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Ranchi tepid, like the vote

The buzz: Ruling party ignored local issues
Raghubar Das at a press conference ahead of Jharkhand Assembly election results in Ranchi on Monday.

Achintya Ganguly   |   Ranchi   |   Published 23.12.19, 07:24 PM

Abri bar BJP hair jaitou (BJP will be defeated this time).

When Etwa Oraon, standing among a motley crowd at Doranda Bazar gathering the initial trends of counting, said this, he perhaps echoed the reaction of people about the overall outcome of election results.

Though the state capital looked normal and there was not much discussion of the results on the streets, people kept themselves informed about the counting — that seemed to fluctuate every minute — either on TV channels or getting updates on their mobile phones.

“Ranchi residents didn't vote in great numbers, so you can't expect them to come in the streets to express their reactions,” said Avinash Kumar, a college student, when asked why there was no visible emotion.

Ranchi Assembly seat recorded the minimum polling in the state, just about 45 per cent, reflecting the reluctance of urban voters.

So, they watched TV channels and that's how they knew how chief minister Raghubar Das put up a brave front while speaking briefly to the media at the BJP headquarters in Ranchi when he said counting was still underway and the final tally may project a different picture, particularly in his seat, Jamshedpur East.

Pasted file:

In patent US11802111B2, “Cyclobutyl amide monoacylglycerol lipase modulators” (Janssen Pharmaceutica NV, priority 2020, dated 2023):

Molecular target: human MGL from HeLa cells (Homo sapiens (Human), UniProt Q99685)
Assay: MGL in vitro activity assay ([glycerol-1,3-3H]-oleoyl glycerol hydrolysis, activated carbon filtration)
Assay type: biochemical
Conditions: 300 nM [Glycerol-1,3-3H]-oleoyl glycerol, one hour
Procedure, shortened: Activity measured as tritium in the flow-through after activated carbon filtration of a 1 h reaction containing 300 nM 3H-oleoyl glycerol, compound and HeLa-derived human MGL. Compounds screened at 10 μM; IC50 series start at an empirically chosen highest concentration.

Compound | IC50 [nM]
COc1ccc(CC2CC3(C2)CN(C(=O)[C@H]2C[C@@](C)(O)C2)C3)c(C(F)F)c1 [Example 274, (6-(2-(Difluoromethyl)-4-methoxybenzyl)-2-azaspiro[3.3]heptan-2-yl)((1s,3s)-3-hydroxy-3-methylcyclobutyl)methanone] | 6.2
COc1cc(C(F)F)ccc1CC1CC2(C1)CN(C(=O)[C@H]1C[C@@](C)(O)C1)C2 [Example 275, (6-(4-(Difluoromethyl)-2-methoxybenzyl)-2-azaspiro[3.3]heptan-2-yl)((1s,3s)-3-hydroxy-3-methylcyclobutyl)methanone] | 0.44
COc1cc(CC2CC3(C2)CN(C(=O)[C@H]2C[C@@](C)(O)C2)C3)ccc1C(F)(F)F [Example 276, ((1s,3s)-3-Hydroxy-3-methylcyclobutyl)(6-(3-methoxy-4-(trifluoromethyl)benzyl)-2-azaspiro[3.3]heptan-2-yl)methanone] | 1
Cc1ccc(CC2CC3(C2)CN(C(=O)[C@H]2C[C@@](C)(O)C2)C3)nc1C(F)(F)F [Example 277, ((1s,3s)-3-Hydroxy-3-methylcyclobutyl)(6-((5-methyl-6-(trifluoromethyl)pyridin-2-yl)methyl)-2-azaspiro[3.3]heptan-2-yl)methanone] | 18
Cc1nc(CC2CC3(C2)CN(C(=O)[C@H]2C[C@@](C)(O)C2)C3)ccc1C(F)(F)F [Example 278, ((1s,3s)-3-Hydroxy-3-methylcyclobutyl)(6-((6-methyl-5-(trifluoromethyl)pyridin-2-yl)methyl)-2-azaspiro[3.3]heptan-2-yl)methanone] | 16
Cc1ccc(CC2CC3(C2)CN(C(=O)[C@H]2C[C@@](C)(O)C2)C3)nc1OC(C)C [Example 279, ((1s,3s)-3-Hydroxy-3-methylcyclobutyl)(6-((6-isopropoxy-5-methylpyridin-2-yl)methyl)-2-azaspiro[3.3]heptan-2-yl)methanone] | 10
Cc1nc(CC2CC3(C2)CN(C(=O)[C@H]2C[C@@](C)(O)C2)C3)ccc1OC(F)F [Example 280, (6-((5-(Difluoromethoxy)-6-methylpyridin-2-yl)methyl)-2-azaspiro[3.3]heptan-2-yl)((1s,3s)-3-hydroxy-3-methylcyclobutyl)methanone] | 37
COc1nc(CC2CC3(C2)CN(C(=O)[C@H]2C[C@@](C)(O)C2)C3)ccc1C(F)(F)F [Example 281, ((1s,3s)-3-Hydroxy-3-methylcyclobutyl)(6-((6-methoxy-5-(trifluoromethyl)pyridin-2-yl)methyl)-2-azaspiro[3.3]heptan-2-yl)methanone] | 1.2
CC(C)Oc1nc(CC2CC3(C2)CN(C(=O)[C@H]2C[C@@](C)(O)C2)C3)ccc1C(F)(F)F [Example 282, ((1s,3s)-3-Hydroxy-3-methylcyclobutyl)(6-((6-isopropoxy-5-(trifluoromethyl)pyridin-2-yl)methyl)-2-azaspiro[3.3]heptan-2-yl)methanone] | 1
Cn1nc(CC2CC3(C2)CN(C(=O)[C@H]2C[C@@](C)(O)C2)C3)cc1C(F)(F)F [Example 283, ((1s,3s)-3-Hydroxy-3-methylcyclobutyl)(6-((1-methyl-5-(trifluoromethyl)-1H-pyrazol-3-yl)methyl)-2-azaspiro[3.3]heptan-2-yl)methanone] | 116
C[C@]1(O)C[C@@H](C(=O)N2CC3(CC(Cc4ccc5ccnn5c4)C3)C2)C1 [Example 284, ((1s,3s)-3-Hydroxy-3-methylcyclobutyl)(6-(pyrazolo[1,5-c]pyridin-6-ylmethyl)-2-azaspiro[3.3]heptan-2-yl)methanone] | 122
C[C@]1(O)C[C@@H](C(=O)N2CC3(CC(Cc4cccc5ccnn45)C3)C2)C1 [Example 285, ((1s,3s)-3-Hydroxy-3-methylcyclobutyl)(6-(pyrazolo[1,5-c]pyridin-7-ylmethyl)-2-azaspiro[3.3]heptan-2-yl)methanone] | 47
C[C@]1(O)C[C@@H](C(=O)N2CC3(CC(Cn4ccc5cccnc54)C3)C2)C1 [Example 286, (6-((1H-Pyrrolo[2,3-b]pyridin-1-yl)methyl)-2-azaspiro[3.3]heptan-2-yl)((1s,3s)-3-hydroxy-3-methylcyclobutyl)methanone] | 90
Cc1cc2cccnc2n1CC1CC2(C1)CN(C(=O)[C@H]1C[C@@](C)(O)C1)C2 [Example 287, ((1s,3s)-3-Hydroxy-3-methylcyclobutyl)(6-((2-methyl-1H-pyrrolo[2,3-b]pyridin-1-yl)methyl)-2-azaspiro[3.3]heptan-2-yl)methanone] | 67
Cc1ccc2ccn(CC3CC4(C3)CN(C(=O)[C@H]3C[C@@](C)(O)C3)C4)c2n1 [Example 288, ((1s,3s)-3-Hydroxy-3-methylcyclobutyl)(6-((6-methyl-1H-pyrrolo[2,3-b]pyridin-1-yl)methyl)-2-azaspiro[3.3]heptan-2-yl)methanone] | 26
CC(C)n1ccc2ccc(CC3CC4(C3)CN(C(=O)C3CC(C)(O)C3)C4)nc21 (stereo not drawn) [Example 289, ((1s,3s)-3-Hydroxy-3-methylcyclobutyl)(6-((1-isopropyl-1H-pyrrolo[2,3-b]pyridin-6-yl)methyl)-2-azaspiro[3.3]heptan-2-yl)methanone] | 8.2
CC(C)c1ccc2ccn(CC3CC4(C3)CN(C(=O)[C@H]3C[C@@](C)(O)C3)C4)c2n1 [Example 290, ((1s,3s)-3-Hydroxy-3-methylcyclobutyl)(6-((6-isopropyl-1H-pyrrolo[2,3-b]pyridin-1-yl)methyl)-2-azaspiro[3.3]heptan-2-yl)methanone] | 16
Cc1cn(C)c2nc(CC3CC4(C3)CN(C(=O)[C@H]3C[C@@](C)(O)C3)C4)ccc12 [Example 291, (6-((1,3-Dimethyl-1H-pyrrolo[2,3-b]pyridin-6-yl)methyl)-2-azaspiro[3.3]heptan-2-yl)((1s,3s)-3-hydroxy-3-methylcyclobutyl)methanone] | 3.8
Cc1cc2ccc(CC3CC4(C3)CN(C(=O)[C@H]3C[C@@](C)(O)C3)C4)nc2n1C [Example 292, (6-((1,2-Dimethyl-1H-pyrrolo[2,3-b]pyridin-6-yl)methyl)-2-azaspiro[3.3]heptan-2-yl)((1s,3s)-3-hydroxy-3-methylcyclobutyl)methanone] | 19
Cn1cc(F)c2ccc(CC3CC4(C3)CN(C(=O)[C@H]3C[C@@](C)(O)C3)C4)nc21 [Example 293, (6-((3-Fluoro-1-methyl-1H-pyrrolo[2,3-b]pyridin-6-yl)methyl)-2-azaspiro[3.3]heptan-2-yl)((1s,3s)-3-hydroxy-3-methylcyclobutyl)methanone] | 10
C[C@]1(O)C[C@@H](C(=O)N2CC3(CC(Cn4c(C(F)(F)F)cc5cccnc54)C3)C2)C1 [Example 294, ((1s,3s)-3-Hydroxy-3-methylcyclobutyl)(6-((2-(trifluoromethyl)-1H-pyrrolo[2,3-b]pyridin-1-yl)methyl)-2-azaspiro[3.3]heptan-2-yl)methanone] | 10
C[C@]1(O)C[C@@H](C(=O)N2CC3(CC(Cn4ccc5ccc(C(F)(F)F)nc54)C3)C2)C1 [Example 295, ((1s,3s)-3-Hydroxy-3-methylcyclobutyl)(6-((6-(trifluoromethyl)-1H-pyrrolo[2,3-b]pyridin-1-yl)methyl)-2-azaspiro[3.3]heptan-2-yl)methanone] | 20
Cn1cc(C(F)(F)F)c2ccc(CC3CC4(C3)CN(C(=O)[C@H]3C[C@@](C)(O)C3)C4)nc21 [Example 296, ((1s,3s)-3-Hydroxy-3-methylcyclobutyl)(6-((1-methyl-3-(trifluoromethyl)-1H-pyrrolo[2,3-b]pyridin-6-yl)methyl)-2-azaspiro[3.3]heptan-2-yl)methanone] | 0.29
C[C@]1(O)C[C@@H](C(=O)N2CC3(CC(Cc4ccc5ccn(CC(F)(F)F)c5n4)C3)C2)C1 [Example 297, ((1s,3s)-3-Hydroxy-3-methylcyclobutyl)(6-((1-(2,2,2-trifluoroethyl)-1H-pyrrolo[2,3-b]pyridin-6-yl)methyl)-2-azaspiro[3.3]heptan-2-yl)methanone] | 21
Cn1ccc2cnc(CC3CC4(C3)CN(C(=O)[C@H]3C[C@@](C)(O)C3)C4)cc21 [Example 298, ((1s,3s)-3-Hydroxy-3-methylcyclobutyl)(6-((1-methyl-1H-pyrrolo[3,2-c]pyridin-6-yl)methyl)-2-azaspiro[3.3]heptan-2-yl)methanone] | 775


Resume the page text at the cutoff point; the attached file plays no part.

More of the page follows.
“I tried to serve the people honestly,” Das said, adding it would be “my” failure if his party lost finally.

The residents of the capital also watched in TV how JMM executive president and the chief ministerial candidate of JMM-Congress-RJD combine, Hemant Soren, went to seek blessings from his father and JMM patriarch Shibu Soren around 3pm.

It was around the same time the news of Hemant winning the Barhait seat came in. He was also comfortably leading in Dumka, the other seat he contested, at the time of filing this report around 6.30pm.

After seeking his father’s blessings, Hemant was seen cycling in the sprawling compound as if that was his expression of relaxation after a hectic, month-long election campaign.

At the JMM office visitors were offered sweets and party secretary Supriyo Bhattacharya also cut a cake.

“I'll point out BJP government’s inability to create jobs within the state,” college student Avinash said when asked about the reason behind the BJP’s poor performance in the state Assembly elections.

“There are, of course, many other reasons,” he said, pointing to the deteriorating law and order situation as one of them.

“The BJP government's attempt to tweak the tenancy acts meant for protecting tribal land was one of the main reasons,” said a government employee who wished not to be named as he was “bound by service conduct rules and can't issue political statements”.

“The ongoing protests over the Citizenship (Amendment) Act also acted against the BJP during the last two phases,” the government employee said. “The BJP left no stone unturned. So its defeat will reflect the party's unpopularity and may have a ripple effect even outside the state.”


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